2. Use brute force and don’t tell anybody (tools that come in handy are: binary editing the class file, or calling Method.setAccessible(true)). I’m not quite sure why I keep thinking of Core Wars as I write this 🙂 .

OT/J opens doors for negotiation, rather than arms race & battle

The Object Teams solution rests on two pillars:

  1. Give a name to the act of disregarding an encapsulation boundary: decapsulation. Provide the technical means to punch tiny little holes into the armor of a class / an object. Make this explicit so you can talk and reason about the extent of decapsulation. (read the spec: 2.1.2(c))
  2. Separate technical possibility from questions of what is / should / shouln’t be allowed. Don’t let technology dictate rules but make it possible to formulate and enforce such rules on top of the existing technology.

Knowing that this topic is controversial I leave at this for now (a previous discussion in this field can be found here).


Putting it all together

  1. If you want to protect your objects, do so using concepts that are stronger than Java’s “private”.
  2. Using decapsulation where needed fosters effective re-use without the need for “speculative API”, i.e., making things public “just in case”.
  3. Dependent types and confined roles are a pragmatic entry into the realm of programs that can be statically analysed, and strong guarantees be given by such analysis.
  4. Don’t let technology dictate the rules, we need to put the relevant stakeholders back into focus: Module providers, application developers and end users have different views. Technology should just empower each of them to get their job done, and facilitate transparency and analyzability where desired.

Some of this may be surprising, some may sound like a purely academic exercise, but I’m convinced that the above ingredients as supported in OT/J support the development of complex modular systems, with an unprecedented low effective coupling.

FYI, here’re the section headings of my chapter:

  1. Many Faces of Modularity
  2. Confined Roles
    1. Safe Polymorphism
    2. From Confined Types to Confined Roles
    3. Adding Basic Flexibility to Confined Roles
  3. Non-hierarchical Structures
    1. Role Playing
    2. Translation Polymorphism
  4. Separate Worlds, Yet Connected
    1. Layered Designs
    2. Improving Encapsulation by Means of Decapsulation
    3. Zero Reference Roles
    4. Connecting Architecture Levels
  5. Instances and Dynamism
  6. Practical Experience
    1. Initial Comparative Study
    2. Application in Tool Smithing
  7. Related Work
    1. Nesting, Virtual Classes, Dependent Types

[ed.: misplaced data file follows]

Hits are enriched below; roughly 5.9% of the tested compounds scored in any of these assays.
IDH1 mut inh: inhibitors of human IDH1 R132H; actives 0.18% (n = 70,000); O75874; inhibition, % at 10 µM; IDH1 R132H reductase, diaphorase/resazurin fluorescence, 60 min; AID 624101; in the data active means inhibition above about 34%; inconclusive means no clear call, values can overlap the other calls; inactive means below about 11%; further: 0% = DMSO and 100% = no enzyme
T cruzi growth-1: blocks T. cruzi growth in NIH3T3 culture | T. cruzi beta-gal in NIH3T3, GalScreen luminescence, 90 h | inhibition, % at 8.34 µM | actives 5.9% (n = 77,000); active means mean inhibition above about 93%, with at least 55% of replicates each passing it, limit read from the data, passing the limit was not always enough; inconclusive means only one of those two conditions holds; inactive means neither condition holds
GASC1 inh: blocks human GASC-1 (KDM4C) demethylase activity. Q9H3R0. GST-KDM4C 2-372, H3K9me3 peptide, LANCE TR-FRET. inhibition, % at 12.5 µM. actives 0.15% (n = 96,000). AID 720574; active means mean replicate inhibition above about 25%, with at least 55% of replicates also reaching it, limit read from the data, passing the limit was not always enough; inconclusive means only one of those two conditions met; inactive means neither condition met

2. Multi-dimensional Separation of Concerns
    3. Modules for Alias Control
  8. Conclusion
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Written by Stephan Herrmann

March 30, 2013 at 22:11

Compiling OT/Equinox projects using Tycho

with 3 comments

In a previous post I showed how the tycho-compiler-jdt Maven plug-in can be used for compiling OT/J code with Maven.

Recently, I was asked how the same can be done for OT/Equinox projects. Given that we were already using parts from Tycho, this shouldn’t be so difficult, right?

Once you know the solution, finding the solution is indeed easy, also in this case. Here it is:

We use almost the same declaration as for plain OT/J applications:

    <pluginManagement>
	<plugin>
	    <groupId>org.eclipse.tycho</groupId>
	    <artifactId>tycho-compiler-plugin</artifactId>
	    <version>${tycho.version}</version>
	    <extensions>true</extensions>
	    <dependencies>
		<dependency>
		    <groupId>org.eclipse.tycho</groupId>
		    <artifactId>tycho-compiler-jdt</artifactId>
		    <version>${tycho.version}</version>
		    <exclusions>
			<!-- Exclude the original JDT/Core to be replaced by the OT/J variant: -->
			<exclusion>
			    <groupId>org.eclipse.tycho</groupId>
			    <artifactId>org.eclipse.jdt.core</artifactId>
			</exclusion>
		    </exclusions>
		</dependency>
		<dependency>
		    <!-- plug the OT/J compiler into the tycho-compiler-jdt plug-in: -->
		    <groupId>org.eclipse</groupId>
		    <artifactId>objectteams-otj-compiler</artifactId>
		    <version>${otj.version}</version>
		</dependency>
	    </dependencies>
	</plugin>
    </pluginManagement>

So, what’s the difference? In both cases we need to adapt the tycho-compiler-jdt plug-in because that’s where we replace the normal JDT compiler with the OT/J variant. However, for plain OT/J applications tycho-compiler-jdt is pulled in as a dependency of maven-compiler-plugin and must be adapted on this path of dependencies, whereas in Tycho projects tycho-compiler-jdt is pulled in from tycho-compiler-plugin. Apparently, the exclusion mechanism is sensitive to how exactly a plug-in is pulled into the build. Interesting.

Once I figured this out, I created and published a new version of our Maven support for Object Teams: objectteams-parent-pom:2.1.1 — publishing Maven support for Object Teams 2.1.1 was overdue anyway 🙂